This past series where SA played England was a disaster; having a middle order change multiple times, batting order collapses where bowlers start doing the top 6’s job in digging us out of trouble, bowlers getting no-ball wickets and no-balls in general, and many other catastrophic moments. Having Heino Kuhn debut may have been based on his scores during the SA ‘A’ tour to England, but he failed to produce the goods when needed. Stephen Cook is making a case for himself to be brought back into the Proteas set up, but is it wise for a 34 year old to replace a 33 year old? Majority of the time, it was senior players that played off-key in the series. Many fans think that SA cricket is in trouble when they see the likes of Amla, du Plessis, or Morkel fluff up during a series. We have many other players that are coming through the system, but whenever SA ‘A’ plays one bad match, many are quick to say our cricket is doomed.

We need the selectors to have more faith and more guts in bringing in these young players to play for the country if, Heaven forbid, all our legendary players retire in quick succession.

My pick of players, whether they’ve played for the Proteas or not, in the next two years to watch out for:

  • Khaya Zondo
  • Lungi Ngidi
  • Wiaan Mulder
  • Aiden Markram
  • Reeza Hendricks (consistency is key)
  • Duanne Olivier
  • Andile Phehlukwayo
  • Jason Smith
  • Dane Paterson
  • JJ Smuts (he’s 28 currently, but still has a lot to offer)

I hope CSA realise this soon, and do not wait until it’s too late to bring these guys in and not have to deal with a gaping hole in the starting eleven.

 

Jennings Didn’t Slip Through the System

All I’m saying is that quota targets can be a good thing sometimes: they help actually discover more talent than you thought you had in the cricket setup

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Not an issue that Jennings had decided to pursue greener pastures in England. Image: oddreaders.com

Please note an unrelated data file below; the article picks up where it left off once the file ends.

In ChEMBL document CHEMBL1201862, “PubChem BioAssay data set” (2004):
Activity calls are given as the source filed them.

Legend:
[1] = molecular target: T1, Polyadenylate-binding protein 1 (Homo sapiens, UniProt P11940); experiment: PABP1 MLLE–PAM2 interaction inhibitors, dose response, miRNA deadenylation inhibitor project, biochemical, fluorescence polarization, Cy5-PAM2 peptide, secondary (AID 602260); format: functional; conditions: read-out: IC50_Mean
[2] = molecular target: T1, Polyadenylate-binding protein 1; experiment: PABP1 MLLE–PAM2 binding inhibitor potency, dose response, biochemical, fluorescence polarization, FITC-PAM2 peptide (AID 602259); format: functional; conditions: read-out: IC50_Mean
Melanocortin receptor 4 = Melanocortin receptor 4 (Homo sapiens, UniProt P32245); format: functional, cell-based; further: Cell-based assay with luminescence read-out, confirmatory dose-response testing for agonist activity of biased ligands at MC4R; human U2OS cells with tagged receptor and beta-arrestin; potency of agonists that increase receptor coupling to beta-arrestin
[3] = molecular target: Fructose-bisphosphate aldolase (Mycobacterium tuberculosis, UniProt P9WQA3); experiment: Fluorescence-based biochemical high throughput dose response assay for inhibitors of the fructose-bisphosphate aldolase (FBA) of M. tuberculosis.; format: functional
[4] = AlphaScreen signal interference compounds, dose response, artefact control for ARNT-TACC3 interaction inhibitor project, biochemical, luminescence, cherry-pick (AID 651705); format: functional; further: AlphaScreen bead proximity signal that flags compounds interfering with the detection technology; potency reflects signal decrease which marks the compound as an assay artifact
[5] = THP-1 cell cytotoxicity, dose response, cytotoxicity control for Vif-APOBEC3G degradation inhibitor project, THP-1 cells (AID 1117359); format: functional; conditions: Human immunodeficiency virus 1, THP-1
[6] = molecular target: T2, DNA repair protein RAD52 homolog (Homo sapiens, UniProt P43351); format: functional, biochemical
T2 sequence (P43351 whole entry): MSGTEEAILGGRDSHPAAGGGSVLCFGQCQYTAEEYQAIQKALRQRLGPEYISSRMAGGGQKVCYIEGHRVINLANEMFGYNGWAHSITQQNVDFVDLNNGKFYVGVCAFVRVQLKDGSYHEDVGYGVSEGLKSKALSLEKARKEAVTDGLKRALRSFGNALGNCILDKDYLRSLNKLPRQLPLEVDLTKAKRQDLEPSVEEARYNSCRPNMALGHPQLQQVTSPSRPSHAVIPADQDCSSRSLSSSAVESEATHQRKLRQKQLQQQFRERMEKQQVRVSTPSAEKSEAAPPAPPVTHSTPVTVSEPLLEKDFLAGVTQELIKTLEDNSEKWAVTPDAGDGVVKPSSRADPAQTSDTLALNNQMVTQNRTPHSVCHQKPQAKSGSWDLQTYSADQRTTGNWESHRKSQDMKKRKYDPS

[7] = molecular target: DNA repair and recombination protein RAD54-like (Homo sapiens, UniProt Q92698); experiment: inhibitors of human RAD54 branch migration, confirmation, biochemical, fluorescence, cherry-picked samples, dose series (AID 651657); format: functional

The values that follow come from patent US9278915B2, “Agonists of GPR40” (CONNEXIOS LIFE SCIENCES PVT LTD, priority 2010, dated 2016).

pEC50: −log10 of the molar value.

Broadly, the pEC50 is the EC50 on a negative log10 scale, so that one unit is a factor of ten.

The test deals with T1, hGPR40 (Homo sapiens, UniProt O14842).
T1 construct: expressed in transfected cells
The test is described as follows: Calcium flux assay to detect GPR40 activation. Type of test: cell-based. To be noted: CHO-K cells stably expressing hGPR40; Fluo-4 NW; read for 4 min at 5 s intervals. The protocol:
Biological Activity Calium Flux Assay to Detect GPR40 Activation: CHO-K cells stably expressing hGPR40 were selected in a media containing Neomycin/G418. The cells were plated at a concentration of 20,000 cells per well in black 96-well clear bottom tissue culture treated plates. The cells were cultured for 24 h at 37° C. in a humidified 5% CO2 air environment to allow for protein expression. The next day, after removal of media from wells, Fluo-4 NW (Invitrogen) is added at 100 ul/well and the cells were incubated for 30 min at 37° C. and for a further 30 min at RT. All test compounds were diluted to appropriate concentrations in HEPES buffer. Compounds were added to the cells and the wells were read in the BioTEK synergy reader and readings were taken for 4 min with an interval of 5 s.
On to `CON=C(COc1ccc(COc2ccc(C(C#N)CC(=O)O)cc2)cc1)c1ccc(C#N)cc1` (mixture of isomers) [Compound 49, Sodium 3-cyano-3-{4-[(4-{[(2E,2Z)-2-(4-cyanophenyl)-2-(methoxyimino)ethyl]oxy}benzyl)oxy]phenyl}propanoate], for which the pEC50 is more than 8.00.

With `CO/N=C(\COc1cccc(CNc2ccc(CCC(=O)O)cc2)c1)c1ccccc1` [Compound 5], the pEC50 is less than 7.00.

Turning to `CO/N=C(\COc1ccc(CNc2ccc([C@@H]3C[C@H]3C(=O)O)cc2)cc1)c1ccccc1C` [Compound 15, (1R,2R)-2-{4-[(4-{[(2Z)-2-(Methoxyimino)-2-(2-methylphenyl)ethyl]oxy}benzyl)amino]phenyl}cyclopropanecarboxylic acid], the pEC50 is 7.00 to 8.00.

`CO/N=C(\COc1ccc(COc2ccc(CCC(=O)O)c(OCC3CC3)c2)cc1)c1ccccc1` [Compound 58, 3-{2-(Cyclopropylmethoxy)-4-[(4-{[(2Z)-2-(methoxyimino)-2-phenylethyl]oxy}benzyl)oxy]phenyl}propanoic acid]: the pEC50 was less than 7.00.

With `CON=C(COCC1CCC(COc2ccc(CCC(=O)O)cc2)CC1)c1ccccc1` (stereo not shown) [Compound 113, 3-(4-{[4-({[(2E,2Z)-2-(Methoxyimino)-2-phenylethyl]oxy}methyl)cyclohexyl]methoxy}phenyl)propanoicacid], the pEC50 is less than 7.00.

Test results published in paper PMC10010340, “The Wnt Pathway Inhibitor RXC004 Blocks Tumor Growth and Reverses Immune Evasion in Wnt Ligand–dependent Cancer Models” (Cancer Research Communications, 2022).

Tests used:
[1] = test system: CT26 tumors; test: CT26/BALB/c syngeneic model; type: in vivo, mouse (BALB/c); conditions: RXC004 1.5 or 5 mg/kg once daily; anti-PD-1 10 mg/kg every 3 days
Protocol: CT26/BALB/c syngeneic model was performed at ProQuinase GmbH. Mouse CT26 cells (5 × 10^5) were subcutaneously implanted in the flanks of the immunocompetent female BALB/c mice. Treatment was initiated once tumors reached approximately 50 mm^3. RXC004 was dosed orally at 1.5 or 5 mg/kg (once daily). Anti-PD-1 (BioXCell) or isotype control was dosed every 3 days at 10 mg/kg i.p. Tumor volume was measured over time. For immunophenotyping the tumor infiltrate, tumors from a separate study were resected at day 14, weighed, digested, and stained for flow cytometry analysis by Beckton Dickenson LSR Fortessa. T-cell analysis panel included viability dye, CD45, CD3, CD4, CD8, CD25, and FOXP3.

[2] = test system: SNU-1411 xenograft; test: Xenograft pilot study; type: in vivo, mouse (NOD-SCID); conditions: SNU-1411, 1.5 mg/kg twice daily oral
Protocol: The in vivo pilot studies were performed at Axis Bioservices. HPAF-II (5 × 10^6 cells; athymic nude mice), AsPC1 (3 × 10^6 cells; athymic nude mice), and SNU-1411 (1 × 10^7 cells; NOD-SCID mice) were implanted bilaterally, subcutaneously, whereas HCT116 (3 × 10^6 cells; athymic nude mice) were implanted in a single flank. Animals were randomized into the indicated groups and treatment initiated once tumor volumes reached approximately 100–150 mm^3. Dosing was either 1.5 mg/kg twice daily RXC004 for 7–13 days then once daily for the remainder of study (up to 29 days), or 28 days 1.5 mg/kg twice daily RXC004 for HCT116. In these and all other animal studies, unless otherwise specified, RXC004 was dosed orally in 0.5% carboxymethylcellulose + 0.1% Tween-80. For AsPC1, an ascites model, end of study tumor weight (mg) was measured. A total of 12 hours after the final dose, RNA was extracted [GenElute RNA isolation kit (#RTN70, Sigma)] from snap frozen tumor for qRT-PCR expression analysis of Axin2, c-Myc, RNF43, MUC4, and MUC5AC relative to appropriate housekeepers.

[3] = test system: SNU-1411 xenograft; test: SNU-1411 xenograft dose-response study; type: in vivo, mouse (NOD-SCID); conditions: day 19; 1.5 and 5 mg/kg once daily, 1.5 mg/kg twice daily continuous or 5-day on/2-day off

Now before you get the idea that I’m a part of the crowd that thought that Keaton Jennings’ century was fantastic against India and that he was set for life, I actually wasn’t. Unfortunately the Corker Yorker blog did not exist at that time, so no views could have been spoken of when it happened.

I’m genuinely someone who tries to play devil’s advocate when it comes to cricket and players making their debuts or coming back into form. I definitely do not believe that because someone scored 50 off 38 balls in one match after a string of ducks and golden ducks is back to their prime state of form. If they can do that for five innings straight (depending on the format), then they are truly back on form. Feel free to disagree though.

The main focus of this short article is to focus very briefly on Keaton Jennings. As most know, he is the son of Ray Jennings who played first class cricket for South Africa. He had captained the South African U19 team in 2011 on a tour to England. He played his last Gauteng game in South Africa in March 2012. When he arrived a month later, he spent the next four years playing domestically until he got his call up. He made his debut for the England squad in 2016 in India where he scored a century in the first innings and a duck in the second.

There was a tweet by Jacques Kallis discrediting the politics in South Africa which had infiltrated into the cricket, which was draining the talent here. He had also stated that “another one had slipped through the system”. Now, Kallis is a legend, but that statement was a little… strange. Correct me if I’m wrong, but if an opening batsman who only averaged around 35 was handed a cap to play for the country, it would have been deemed more an experiment to see how they would fair internationally rather than for his talent. I would have been very surprised to see Cricket South Africa give Jennings one if he stayed. He was not doing anything spectacular here, so his migration to England is not a real loss for SA cricket. We’re still trying to figure out whether or not AB’s coming back to test cricket, and if Duminy’s test days are done.

This test series has not been an easy one for the opening batsmen – both English and South African batsmen have struggled against the new ball, barring Dean Elgar and Alistair Cook. Jennings, however, has only managed to score into double digits twice in the six innings he’s played, often getting nicked off to the slips. He had no idea where his off-stump is, which makes the bowlers, Philander especially, hungry to cash in on his wicket. It looked like Cook didn’t have any faith in him either, as he refused to rotate the strike in the beginning of the first innings in the third test. It was only when Tom Westley had come to the crease, did these two rotate the strike better.